No More Excuses

Second, there should be no more excuses, especially on the part of the government.  We fully know the cybersecurity situation and the extent of our capabilities and strengths. Thus, we must work with what we already have towards a singular goal of securing our digital landscape. Limited budget, lack of cybersecurity professionals, and enemy anonymity can no longer be tolerated as excuses for failure. We must be as agile, innovative, and relentless as our digital enemies.  Again, we work with what we have and keep moving forward together.

Shared Responsibility

Third, in all efforts, we must realize that protecting our digital future is a shared responsibility. It is not solely the duty of the government or private sector to protect the citizens from cyber threats. We now realize that leaving cyber security concerns to a single entity to guard the front door while leaving the back open is not the way to move forward.

Digital Literacy for All

Fourth, cybercriminals have already identified that in an ICT system, the weakest link will always be humans. They are the most prone to failures, biases, and errors.  Hence, there is a comprehensive and continuous need to educate everyone to be more aware and vigilant about what is happening to their digital accounts.  Finding opportunities for cyber criminals will be tough if everyone is well-informed and conscious of potential cybersecurity risks.

Innovation is the Name of the Game

Fifth, in the digital age, our policies should be as constantly innovative as technology rapidly advances. The technology that impresses and amazes us now will most likely be passé in the next few years or months. Hence, we must craft our policies accordingly and keep abreast of these advancements. Legislators and their staff need constant retooling and retraining on the latest technological trends to ensure they are updated on policies and approaches.  We always need inputs from experts and civil society organizations to develop a balanced and comprehensive policy framework to address the problems.

Whole-of-Country Approach

Lastly, on a personal note, it has now become imperative to implement a whole-of-country rather than whole-of-government approach in dealing with cybersecurity concerns. All government agencies, the private sector, and civil society organizations must work hand in hand towards a common direction to deal with the problems. If we hope to move forward, we must act together and row the boat towards a common direction and goal.  

To my fellow government workers, I would like to appeal that we should stop working in silos. We must be aware of what others are doing and try to engage all government efforts at all levels to maximize our chances of success in mitigating cyber risks.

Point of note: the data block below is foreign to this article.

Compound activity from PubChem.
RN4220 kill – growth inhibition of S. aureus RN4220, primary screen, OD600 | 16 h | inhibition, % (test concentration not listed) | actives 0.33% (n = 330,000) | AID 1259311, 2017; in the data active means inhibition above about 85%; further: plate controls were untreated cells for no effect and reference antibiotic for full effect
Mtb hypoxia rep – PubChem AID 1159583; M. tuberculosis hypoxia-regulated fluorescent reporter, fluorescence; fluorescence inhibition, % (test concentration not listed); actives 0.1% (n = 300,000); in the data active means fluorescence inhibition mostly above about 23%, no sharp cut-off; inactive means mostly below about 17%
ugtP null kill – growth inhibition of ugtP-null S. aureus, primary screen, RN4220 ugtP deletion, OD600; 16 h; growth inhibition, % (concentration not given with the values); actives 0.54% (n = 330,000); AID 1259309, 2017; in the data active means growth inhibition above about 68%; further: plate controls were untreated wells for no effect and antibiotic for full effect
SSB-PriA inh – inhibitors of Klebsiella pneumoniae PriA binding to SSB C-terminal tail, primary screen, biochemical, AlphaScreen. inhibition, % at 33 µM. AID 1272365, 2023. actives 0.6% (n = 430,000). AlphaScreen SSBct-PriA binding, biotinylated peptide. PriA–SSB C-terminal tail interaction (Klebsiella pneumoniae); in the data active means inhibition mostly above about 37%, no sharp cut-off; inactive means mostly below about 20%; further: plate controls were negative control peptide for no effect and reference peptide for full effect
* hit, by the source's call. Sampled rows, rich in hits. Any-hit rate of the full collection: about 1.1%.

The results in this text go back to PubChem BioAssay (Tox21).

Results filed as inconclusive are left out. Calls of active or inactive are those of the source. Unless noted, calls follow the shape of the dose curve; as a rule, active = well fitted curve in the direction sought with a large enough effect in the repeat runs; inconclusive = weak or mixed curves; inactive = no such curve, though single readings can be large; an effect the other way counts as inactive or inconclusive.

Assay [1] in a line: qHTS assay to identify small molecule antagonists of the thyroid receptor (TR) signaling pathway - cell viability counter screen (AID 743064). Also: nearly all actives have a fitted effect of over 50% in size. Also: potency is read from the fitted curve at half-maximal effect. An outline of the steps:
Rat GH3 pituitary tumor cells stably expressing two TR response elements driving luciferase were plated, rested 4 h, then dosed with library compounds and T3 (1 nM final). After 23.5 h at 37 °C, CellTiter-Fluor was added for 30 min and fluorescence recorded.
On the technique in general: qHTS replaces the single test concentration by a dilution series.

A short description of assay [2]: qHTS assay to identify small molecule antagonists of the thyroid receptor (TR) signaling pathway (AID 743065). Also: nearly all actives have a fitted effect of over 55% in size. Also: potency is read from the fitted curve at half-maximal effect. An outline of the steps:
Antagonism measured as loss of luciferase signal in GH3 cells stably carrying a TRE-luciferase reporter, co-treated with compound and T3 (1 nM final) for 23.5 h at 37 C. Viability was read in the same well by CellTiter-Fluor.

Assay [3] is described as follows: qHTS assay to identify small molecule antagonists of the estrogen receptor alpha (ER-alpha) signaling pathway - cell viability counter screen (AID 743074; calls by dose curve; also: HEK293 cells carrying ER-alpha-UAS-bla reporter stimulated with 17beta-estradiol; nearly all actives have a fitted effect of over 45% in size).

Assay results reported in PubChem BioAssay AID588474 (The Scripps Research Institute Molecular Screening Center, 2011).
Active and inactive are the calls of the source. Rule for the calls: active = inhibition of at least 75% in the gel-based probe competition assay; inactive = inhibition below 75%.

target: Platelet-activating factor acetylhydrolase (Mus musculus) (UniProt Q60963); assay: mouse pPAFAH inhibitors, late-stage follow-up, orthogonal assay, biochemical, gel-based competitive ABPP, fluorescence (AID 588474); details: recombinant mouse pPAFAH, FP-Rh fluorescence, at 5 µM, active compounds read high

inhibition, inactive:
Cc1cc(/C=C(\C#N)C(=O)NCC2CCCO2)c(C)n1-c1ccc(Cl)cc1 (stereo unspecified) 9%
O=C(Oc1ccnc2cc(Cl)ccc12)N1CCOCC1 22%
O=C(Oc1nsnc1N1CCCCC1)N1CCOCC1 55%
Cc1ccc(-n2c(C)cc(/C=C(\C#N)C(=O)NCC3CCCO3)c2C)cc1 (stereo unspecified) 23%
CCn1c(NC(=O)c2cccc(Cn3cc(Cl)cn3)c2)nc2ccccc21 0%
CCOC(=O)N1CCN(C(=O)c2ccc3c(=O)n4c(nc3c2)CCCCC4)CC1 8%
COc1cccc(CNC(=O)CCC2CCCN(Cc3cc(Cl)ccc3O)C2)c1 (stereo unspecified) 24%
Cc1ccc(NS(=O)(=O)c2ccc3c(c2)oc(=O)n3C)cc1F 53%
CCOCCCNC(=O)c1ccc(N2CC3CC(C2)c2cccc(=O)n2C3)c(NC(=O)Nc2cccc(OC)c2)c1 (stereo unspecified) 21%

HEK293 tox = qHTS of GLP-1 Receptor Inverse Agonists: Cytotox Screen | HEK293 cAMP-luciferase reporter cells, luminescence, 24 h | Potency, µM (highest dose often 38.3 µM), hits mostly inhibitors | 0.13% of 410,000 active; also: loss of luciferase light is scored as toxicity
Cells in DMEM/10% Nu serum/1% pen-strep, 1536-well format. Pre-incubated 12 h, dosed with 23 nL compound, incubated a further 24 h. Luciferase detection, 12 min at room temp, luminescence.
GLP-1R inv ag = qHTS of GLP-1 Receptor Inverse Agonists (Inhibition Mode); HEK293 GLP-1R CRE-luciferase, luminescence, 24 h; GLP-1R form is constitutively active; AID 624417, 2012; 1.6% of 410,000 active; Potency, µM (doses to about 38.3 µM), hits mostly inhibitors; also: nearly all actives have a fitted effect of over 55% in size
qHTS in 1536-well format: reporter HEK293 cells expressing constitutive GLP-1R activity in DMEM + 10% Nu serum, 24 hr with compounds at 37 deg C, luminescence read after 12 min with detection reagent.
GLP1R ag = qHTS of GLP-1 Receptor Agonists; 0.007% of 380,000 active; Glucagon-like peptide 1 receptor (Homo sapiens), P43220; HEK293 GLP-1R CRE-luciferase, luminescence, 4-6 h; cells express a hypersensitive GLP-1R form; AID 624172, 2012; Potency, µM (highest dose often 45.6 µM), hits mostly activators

Together, we call for a secure digital future.


Allego-Red, C. (2023). Securing the Digital Financial Landscape. [Webinar]. Development Academy of the Philippines.

Galla, P.  (2023). Cybersecurity and the e-Governance Bill. [Webinar]. Development Academy of the Philippines.

Gutierrez, T. (2023). Digital Philippines: Accelerating Citizen Experience through e-Governance. [Webinar]. Development Academy of the Philippines.

Plabasan, M. (2023). BSP Approach: Strengthening the Cyber Resilience of the Financial  Services Industry. [Webinar]. Development Academy of the Philippines.

Disclaimer: The views expressed in this article are solely those of the author, and do not necessarily reflect the positions of the House of Representatives, the Senate of the Philippines, or the Development Academy of the Philippines.

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Atty. Richard Leo “Dodie” M. Baldueza is the Committee Secretary of the House of Representatives Committee on Banks & Financial Intermediaries. As the head of the committee’s permanent secretariat, he has ably assisted legislators in deliberating upon and passing various key policies such as the Maharlika Investment Fund Act of 2023 (RA 11954), the Financial Products & Services Consumer Protection Act (RA 11765), Anti Money Laundering Act (AMLA) Amendments (RA 11521), Philippine Deposit Insurance Corporation Charter Amendments (RA 11840) and the Agri-Agra Reform Credit Act (RA 11901), among others.